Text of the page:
Troubleshooting And Preventing Computer Overheating

by Rod Dunne on August 24, 2010

in Articles, Performance

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Computer overheating can result in your hardware burning out and needing replacement. In less severe cases it will result in your computer running very slow.

Here, we’ll look at computer troubleshooting tools for identifying heat issues and simple ways of preventing these problems occurring.

The Dangers Of Computer Overheating

Heat problems can be due to external exposure to heat, internal venting problems or component damage. Some users may find their computer keeps turning off which can indicate that the BIOS has detected high CPU temperatures and forced a shutdown. You can often fix a slow computer simply by stopping the CPU from getting too hot.

If this problem is allowed to go on then there is the risk of:

  • CPU malfunction
  • Hard disk failure (and potential data loss)
  • Power supply failure.

Computer Troubleshooting – BIOS/Software

Before you can fix computer problems like these you need some metrics to establish what the heat levels/fan speeds are. Luckily, all modern desktops and laptops have heat sensors on the CPU and fan speed monitors that track these levels.

The settings can be viewed using the BIOS system menus. You can access the BIOS as the machine is booting (usually by hitting the delete key). Each BIOS is slightly different but you should look for a ‘monitoring’ sub-menu with entries for the CPU temperature and fan speeds.

There are also free monitoring tools that you can also use (e.g. HWMonitor, Real Temp or SpeedFan) to see these levels as your PC is running so may be more convenient than having to restart the PC to enter BIOS mode.

AMD/Intel has different recommended limits for their chips so each machine’s optimum setting will be different. As a general guideline though, most users should aim to keep the temperature at:

  • 40 degrees centigrade maximum when idling.
  • 50 degrees centigrade maximum when under a heavy processing load
  • Anything reaching 80 degrees is a severe overheating issue and you’ll probably see your computer keeps turning off as the BIOS/Operating System cannot operate properly.

Preventing Computer Overheating

You can fix computer overheating issues simply by doing the following maintenance checks on a regular basis.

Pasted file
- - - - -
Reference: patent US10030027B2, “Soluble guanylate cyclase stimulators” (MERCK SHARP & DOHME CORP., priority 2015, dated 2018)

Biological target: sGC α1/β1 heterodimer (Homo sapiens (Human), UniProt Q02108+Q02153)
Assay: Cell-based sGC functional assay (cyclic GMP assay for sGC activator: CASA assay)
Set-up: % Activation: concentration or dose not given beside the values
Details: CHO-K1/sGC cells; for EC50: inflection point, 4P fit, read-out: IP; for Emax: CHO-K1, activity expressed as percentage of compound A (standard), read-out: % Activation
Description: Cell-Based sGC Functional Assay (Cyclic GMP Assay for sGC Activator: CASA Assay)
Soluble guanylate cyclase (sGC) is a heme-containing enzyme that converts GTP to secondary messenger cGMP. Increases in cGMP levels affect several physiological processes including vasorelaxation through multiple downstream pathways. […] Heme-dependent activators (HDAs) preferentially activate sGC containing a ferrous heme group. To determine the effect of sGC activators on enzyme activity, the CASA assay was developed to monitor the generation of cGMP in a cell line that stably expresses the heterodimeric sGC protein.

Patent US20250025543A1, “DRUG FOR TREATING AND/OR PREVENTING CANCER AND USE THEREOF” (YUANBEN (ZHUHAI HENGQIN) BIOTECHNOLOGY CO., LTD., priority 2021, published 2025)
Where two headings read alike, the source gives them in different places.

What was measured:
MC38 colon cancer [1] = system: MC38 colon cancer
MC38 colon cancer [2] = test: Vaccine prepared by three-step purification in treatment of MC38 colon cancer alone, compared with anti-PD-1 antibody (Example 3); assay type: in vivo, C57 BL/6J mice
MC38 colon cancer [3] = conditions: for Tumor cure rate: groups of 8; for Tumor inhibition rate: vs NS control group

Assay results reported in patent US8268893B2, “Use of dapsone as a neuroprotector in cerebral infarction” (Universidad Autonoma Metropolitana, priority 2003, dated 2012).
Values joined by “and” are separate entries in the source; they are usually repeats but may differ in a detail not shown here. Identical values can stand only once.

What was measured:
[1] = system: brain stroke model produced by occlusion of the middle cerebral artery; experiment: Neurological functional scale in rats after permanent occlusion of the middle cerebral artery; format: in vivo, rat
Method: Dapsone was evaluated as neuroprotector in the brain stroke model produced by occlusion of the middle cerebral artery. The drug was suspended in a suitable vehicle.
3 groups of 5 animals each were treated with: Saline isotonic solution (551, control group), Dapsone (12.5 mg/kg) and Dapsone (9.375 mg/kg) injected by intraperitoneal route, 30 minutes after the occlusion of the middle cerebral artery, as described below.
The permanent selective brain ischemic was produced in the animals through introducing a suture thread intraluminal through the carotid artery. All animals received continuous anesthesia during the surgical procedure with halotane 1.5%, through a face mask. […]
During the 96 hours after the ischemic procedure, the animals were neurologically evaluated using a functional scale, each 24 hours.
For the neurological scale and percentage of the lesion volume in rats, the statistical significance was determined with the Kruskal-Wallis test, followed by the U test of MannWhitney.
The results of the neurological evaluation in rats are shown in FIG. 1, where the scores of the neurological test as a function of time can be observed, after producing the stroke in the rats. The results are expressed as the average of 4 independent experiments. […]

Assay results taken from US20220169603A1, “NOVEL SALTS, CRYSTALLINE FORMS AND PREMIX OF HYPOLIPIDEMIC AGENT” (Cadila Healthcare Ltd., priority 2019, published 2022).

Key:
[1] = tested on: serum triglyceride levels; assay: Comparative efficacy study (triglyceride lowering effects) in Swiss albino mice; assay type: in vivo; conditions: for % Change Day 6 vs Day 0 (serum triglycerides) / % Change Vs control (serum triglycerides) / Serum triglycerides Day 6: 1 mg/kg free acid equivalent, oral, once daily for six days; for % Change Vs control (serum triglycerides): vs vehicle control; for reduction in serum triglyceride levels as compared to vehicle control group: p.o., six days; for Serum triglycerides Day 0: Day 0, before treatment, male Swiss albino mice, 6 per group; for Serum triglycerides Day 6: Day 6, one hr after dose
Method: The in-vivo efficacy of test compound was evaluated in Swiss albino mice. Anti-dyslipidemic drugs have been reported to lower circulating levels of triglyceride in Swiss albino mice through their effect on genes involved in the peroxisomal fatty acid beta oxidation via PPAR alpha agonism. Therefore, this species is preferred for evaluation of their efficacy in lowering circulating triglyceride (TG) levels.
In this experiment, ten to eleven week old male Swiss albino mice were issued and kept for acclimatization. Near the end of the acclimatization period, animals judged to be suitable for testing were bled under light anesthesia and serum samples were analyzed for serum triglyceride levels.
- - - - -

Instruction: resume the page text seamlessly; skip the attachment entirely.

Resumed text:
1: Clean PC Internals Of Dust

It is worth opening the PC up on a regular basis and cleaning out the build up of dust inside. This dust acts like a blanket on components raising heat levels. Always wear an anti-static wrist band when opening up a PC and only use a screwdriver and cans of compressed air to clean components. Do not use any cleaning liquids (as this could lead to corrosion or shorting-out electronics).

Focus on cleaning the fan on the CPU heat sink, fan filters and the fan embedded in the power supply. Clean off fan blades and any air inlets too.

2: Reduce External Exposure To Heat

It is one thing cleaning the PC to stop computer overheating, but you also need to reduce the amount of warm air being sucked into the PC. Make sure the desktop/laptop is not placed near a radiator or other heat source. Laptop users should also make sure the air inlets on the underside are not being blocked (e.g. if placed on an uneven desk).

Our preventive maintenance checklist article provides more hardware and software checks that you should be running on a monthly basis.

Computer Troubleshooting – Component Damage

If you still find your computer keeps turning off or the monitored levels remain high then you need to consider component damage.

  • Start with the fans. Make sure monitored fan speeds exist (i.e. the fan has not stopped). Check the fan for blade damage/chips and the blades revolve freely (i.e. bearings have not seized up).
  • Make sure the heat sink on the CPU is in good condition and not cracked or missing any pieces.
  • Check all cables to/from fans are in a good state (no signs of heat damage), that all cables are securely connected, with no pin damage.

If faulty components are found then they should be replaced without delay – do not continue to use the PC. If you are not technically comfortable changing fans/heat sinks then a PC repair should be well capable of helping.

Hopefully, this article has shown you how to keep your computer from overheating. With regular PC maintenance it should be possible to prolong the component lifespan and avoid the pitfalls of your PC having a severe melt down.

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